Ananya Vinay, a 12-year-old from Fresno, Calif., has won the 2017 Scripps National Spelling Bee. She outlasted all other spellers, winning in the 36th round of finals competition. Ananya, who finished in the top 50 in the 2016 bee, is now in the 6th grade at Fresno's Fugman Elementary School. She was one of 291 spellers who took part in the main event, Bee Week, at the Gaylord National Resort and Convention Center in National Harbor, Md. She spelled marocain correctly to win.

Trump on Climate Change Accord: No Deal
June 1, 2017
The United States will withdraw from the 2015 Paris Climate Agreement, President Trump announced. He said that the agreement was unfair to American interests and vowed to pursue one that served those interests better. With the announcement, the U.S. joins only Nicaragua and Syria on the list of nations that have not signed on to the global agreement.

Press-to Change-o: Stamp Changes with the Rub of a Thumb
June 1, 2017
To commemorate the August 21, 2017, total solar eclipse, the U.S. Postal Service has created a postage stamp that mimics the actions of the Moon during an eclipse: Put your finger on the stamp, and it changes right before your eyes. The mechanism for making the change is thermochromic ink, which by definition changes with heat. Two photos are embedded on the stamp, and the application of heat, like the body heat emitted by a finger, switches the active photo to the other option. In effect, the Sun becomes the Moon, which is what eclipse watchers see in the sky at the moment of total solar eclipse. Removal of the finger or otherwise heat source allows the stamp to revert to the initial image.

Long-lost Egyptian Carving Back on Display in Berlin
June 1, 2017
A Berlin museum can again display a striking stone carving from ancient Egypt, after the long-thought-lost artifact has been returned. Blue faience covers the stone, which depicts a religious scene from the time of the famed pharaoh Ramses II. Shown on the stone is Ptahmose, who was for a time the mayor of Memphis, which was for many years the capital of ancient Egypt. The scene is of Ptahmose worshiping the gods Isis and Osiris. The stone had been in an English collection until 1910, when Berlin's Neues Museum bought it. Allied air raids during World War II damaged the museum, and the Soviet occupation didn't make museum restoration a priority. Thus, the museum did not open until 2009, after an extensive renovation had been completed. The carving, however, was nowhere to be found.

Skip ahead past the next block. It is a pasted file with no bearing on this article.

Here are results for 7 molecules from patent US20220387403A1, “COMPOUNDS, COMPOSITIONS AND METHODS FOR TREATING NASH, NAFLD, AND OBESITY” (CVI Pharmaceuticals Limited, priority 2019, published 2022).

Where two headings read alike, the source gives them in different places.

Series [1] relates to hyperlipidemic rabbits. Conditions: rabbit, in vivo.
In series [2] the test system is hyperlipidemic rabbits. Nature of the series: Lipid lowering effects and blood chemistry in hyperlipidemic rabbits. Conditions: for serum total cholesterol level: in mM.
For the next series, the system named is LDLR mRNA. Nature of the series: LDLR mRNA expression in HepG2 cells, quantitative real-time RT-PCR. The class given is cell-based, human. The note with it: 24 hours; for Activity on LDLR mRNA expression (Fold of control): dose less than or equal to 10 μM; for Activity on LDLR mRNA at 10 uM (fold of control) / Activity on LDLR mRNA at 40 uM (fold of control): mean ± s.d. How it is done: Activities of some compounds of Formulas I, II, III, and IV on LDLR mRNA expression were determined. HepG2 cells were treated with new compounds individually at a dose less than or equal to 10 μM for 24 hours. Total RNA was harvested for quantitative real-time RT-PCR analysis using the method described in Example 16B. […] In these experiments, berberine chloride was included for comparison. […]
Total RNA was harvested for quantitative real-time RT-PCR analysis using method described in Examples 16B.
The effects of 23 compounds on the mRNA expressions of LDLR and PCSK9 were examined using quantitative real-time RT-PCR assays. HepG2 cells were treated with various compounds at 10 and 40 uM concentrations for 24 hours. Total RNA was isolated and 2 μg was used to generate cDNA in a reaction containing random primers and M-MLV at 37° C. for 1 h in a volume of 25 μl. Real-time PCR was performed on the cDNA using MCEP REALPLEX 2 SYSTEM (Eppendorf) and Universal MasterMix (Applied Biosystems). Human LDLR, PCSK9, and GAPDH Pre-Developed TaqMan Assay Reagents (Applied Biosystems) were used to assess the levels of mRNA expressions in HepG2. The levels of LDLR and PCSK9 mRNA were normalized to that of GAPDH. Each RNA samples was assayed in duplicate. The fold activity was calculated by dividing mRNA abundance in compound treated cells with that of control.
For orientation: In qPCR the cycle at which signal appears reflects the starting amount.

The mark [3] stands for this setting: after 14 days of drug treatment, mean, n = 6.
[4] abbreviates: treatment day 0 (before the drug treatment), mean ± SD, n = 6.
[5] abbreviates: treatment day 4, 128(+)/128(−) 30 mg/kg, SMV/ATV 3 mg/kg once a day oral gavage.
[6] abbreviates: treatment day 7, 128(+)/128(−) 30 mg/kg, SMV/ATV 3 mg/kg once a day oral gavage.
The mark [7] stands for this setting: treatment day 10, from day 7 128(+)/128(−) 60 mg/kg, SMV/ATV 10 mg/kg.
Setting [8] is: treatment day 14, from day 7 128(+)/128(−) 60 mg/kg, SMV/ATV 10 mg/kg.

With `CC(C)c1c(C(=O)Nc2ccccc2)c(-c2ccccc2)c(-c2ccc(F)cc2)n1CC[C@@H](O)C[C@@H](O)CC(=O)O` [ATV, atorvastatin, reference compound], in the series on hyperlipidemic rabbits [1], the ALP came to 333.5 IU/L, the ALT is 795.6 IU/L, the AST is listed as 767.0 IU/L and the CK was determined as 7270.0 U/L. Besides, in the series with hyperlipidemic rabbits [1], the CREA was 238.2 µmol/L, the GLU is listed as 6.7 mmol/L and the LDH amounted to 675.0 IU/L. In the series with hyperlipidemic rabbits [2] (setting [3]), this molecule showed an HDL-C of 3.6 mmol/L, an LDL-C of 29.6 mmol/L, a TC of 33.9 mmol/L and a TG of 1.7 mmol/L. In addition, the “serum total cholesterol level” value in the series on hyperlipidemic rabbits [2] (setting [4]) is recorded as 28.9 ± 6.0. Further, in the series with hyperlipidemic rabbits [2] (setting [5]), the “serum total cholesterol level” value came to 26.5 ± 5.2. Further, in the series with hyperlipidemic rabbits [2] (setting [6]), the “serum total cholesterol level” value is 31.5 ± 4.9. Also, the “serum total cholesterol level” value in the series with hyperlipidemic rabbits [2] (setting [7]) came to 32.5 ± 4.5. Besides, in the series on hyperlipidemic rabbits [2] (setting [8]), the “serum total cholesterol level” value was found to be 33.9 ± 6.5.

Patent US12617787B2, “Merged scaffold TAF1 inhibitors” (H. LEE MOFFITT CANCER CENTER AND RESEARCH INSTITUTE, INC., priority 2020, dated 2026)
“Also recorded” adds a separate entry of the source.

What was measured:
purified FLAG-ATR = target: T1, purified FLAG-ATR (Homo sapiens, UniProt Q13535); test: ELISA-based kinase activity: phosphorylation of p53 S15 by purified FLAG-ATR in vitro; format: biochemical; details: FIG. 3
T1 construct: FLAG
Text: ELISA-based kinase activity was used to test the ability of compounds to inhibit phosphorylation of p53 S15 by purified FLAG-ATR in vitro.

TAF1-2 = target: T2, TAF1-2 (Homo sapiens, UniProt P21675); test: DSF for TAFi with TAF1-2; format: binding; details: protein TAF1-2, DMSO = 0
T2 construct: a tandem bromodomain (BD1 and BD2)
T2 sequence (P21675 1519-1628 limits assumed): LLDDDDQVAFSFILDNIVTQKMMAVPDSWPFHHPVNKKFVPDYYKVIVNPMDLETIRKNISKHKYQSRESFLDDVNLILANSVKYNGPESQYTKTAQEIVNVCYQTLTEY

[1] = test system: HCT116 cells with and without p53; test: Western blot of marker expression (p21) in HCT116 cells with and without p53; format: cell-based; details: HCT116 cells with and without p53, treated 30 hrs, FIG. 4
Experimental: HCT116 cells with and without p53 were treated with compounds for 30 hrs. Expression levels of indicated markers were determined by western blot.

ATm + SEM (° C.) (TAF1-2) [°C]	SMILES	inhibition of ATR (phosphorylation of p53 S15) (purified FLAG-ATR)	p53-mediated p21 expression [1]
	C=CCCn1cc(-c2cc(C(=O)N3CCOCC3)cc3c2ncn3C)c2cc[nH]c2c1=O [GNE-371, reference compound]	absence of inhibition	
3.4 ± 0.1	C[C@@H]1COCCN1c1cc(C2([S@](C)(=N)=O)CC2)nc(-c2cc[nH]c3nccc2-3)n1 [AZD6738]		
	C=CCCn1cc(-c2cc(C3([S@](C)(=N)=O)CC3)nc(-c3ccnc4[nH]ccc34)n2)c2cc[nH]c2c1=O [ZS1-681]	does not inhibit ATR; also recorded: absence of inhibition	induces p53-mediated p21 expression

Computer Go Champ Flattens Human Opponent
May 28, 2017
Score another win for AI. AlphaGo, a product of Google's DeepMind project, has defeated the world's top Go player in three straight matches. The victory followed a similar triumph a year earlier, against another top human player. This time, it was China's Ke Jie showing his Go ability. He has been the world's top Go player for more than two years, but he still lost out in three straight contests against the computerized opponent. The matches took place in Wuzhen, China. AlphaGo won the first match by just one half-point, the closest possible margin of victory. As Ke would attest to, though, a victory is a victory. As well, Google's programmers were quick to stress, the computer engine favors moves that are more likely to guarantee victory and so AlphaGo won't run up the score on an opponent, computerized or otherwise. Seeing the writing on the wall, Ke resigned from the second game, handing the AI the technical 2-out-of-three victory. The third game was no better for Ke. Both players had studied the other's moves, and Ke even tried some unconventional moves that he said later he would not have used against a human opponent.

'Doomsday Vault' Flooding Sparks Quick Repair
May 21, 2017
Scientists in Norway are working to repair flooding at the "Doomsday Vault." The Svalbard-based repository of nearly 1 million seed samples from over the world is intended to aid in efforts to recover from a worldwide catastrophe or, at the least, provide seeds for a crop that disappears because of extinction. However, melting permafrost has resulted in water streaming into the entrance tunnel to the vault. The vault, on the island of Spitsbergen, can hold up to 4.5 million seed samples. Nearly one-quarter of that amount are already stored within the vault, which was built more than 400 feet into solid rock.

Ringling-Barnum Big Top Down for Good
May 21, 2017